This is either Meredith or Madoc, self mink buck, with pearl friend - both also descended from Bernard.
I can't remember whom these noses belong to, except that they are bucks.
Millicent, yet another of Bernard's line, showing mink coat fading to ginger in middle age, especially towards the tail.
Mixed PEW (pink-eyed white) and Himalayan babies: one of these is Isobel, a.k.a. Dizzy Izzy, who proved to be a great character and very fond of humans. The cross-wires normally supported an upper shelf.
Scooby at three years old, showing typical appearance of geriatric buck - i.e. resembling a moth-eaten sofa.
Yet another of Bernard's descendants: Portly, a topaz buck (though ideally a topaz should have darker eyes) and a very nice fellow. He suffered from genetic obesity accompanied by other metabolic problems and a depressed immune system, and sadly died quite young.
Push, a well-marked black hooded buck - though to be perfectly marked his stripe should have completely straight edges.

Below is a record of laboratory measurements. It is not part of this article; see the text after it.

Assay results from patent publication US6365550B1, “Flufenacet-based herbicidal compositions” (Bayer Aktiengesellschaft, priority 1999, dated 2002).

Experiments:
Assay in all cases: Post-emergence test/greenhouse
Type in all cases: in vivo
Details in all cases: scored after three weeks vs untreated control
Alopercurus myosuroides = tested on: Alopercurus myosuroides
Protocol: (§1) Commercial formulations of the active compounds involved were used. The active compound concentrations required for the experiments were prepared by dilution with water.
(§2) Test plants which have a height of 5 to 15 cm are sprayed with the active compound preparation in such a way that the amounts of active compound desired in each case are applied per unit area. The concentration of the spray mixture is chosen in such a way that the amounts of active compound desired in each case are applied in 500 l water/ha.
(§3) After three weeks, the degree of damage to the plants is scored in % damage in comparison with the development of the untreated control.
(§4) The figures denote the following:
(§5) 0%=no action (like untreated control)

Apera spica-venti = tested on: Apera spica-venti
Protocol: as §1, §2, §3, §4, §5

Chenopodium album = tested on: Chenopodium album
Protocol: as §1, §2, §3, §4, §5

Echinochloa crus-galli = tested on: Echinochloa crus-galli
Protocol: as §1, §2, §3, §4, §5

Clementine, a faded silver fawn doe, with her third-birthday cake. Note cataracts, which are sometimes seen in older animals: rats cope very well with blindness, since their primary sense is smell, and sight for them is a secondary sense - as smell is for us.
One of the Twins (if she was prepared to sit still, even when held, it's probably Sensible Pyjamas rather than her excitable sister Flighty Nightie), a milk-cream doe. The genetics of creams are still being worked out, but this milk-cream is probably the cream gene plus homozygous self.
Cranberry, a PEW (pink-eyed white or albino) doe, who got her name because of her brilliantly red eyes.
Magnolia, a dark-eyed Himalayan - one Himalayan (Siamese) and one cream gene.